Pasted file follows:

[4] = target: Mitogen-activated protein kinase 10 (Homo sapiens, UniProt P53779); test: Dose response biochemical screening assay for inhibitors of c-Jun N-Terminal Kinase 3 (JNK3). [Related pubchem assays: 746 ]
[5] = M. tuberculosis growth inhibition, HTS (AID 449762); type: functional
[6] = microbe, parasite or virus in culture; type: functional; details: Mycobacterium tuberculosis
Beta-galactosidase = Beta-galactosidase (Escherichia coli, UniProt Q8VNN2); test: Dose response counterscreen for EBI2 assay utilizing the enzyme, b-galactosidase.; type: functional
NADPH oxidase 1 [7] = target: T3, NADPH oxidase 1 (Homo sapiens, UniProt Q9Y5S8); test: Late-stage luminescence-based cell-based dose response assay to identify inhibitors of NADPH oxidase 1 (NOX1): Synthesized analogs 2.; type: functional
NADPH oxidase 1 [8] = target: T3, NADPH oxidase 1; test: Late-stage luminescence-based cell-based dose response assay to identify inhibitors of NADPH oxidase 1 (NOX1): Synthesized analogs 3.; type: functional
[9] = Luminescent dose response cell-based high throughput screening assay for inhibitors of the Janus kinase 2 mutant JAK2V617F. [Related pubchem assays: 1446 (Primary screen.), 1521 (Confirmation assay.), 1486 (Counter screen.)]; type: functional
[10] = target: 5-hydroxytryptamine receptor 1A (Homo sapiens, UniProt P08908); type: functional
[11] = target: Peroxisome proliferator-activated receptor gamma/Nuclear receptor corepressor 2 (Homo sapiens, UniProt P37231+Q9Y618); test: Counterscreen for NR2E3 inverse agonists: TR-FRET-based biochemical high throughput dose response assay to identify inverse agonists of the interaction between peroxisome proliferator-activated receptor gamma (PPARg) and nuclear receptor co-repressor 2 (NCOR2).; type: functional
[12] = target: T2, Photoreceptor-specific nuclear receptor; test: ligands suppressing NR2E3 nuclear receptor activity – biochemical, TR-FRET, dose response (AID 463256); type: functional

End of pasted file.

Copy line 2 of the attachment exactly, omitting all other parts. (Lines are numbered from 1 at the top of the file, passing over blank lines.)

[5] = M. tuberculosis growth inhibition, HTS (AID 449762); type: functional